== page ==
· US Air Force was reported to set up a task force to plan an air attack on Iran; Project Checkmate was reported to consist of top air force officers tasked to perfect the plan of attack.
· Reports circulating in Washington indicated Israeli raid on Syrian targets on 6 September destroyed advanced weapon facilities in Syria; former US ambassador to UN John Bolton also said the raid targeted either a joint nuclear or missile facility with North Korea; surprising element of the air strike was the ability of Israeli Air Force jets to enter deep into Syria without setting off Russian-built radar systems in place in the country; analysts regard the Israeli air attack as a test of similar Russian-built surface-to-air missile air defense system in place in Iran.
· Kuwaiti daily, Al Watan, reported US jets circled above the Israeli fighters and gave them aerial cover during Israeli air strike on Syria on 6 September; the paper said Russian experts are trying to understand how the Israeli jets managed to enter so deep into Syrian territory without setting off Russian-built radar systems that were in place in the country; the strike in Syria could also be a test of air path to Iran.

Iran-US Relations

· US Senate by a vote of 76-22 approved the Kyl-Liberman amendment designating the IRGS as a foreign terrorist organization; the House of Representatives had earlier approved a similar measure designating IRGC as terrorists; US government is soon expected to designate IRGC or its Quds Force as a terrorist organization.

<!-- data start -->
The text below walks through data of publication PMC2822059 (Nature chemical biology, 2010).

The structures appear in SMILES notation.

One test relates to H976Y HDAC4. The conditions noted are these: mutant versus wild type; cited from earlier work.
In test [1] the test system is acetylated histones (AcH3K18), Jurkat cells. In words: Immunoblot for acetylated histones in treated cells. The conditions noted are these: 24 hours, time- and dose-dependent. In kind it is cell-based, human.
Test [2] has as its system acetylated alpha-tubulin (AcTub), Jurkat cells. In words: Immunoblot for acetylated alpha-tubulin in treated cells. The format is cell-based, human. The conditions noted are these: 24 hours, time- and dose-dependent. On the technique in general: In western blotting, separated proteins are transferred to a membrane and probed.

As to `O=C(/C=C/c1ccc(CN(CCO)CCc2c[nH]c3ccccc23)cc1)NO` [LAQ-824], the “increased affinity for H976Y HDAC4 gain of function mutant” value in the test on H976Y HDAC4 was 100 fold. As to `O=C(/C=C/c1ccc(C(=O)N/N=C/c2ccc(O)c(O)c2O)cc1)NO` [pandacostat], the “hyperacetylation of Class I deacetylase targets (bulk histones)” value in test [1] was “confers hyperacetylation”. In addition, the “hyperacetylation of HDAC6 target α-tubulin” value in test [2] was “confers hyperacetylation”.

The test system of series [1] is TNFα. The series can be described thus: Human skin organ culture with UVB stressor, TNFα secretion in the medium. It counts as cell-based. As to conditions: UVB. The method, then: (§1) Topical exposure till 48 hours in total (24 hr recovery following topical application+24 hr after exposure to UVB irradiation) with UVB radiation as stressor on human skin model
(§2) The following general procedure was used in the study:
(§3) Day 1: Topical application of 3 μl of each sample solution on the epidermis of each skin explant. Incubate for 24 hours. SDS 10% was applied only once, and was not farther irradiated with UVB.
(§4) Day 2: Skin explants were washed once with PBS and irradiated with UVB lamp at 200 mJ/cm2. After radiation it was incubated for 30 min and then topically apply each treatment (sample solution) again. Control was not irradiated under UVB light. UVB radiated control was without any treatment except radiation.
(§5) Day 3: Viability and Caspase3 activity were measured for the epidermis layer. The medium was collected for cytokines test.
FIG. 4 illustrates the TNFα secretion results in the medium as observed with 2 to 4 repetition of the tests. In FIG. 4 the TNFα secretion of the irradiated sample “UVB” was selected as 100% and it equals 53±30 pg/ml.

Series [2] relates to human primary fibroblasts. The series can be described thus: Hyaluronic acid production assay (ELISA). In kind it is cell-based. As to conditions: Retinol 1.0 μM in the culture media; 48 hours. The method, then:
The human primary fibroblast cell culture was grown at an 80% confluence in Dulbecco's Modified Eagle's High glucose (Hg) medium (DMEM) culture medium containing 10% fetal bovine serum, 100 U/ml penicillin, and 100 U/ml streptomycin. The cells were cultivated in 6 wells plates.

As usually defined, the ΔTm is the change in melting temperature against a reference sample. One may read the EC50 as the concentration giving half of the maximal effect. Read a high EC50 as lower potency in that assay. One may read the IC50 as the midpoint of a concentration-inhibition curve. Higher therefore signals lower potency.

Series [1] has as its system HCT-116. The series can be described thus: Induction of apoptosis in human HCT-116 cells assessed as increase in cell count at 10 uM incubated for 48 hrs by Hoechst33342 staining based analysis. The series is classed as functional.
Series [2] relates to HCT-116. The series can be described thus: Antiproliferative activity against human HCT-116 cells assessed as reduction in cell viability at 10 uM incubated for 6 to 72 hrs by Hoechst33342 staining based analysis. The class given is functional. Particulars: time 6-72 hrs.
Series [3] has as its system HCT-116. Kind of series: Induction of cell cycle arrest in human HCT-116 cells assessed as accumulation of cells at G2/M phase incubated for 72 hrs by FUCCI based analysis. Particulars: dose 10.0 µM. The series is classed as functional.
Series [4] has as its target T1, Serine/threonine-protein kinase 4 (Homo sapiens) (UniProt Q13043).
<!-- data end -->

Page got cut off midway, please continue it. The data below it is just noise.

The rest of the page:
· Iran's Parliament – Majlis - labeled the US Military and the CIA as terrorist organizations in retaliation to the US Senate resolution designating IRGC a terrorist organization.
· Friday Prayer Imam Ayatollah Ahmad Jannati condemned the US Congress for designating the Islamic Revolution Guards Corps (IRGC) as a terrorist organization; “Shame on you, you disgraced lot. May you be damned!” said Jannati, addressing the US.
· Iranian Foreign Minister Manouchehr Mottaki said main problem facing Iraq is deployment of US forces in the country; Mottaki also said Iraq’s security and stability is in national interest of Iran.
· Iran’s executive secretary of Supreme National Security Council Ali Larijani said Iran will help US stabilize Iraq if Washington sets out a timetable for a withdrawal of its troops.